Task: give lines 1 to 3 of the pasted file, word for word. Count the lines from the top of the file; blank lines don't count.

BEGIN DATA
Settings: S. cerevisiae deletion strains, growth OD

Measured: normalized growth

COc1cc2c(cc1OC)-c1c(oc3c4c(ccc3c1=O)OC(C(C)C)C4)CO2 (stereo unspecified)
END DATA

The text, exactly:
Settings: S. cerevisiae deletion strains, growth OD

Measured: normalized growth

COc1cc2c(cc1OC)-c1c(oc3c4c(ccc3c1=O)OC(C(C)C)C4)CO2 (stereo unspecified)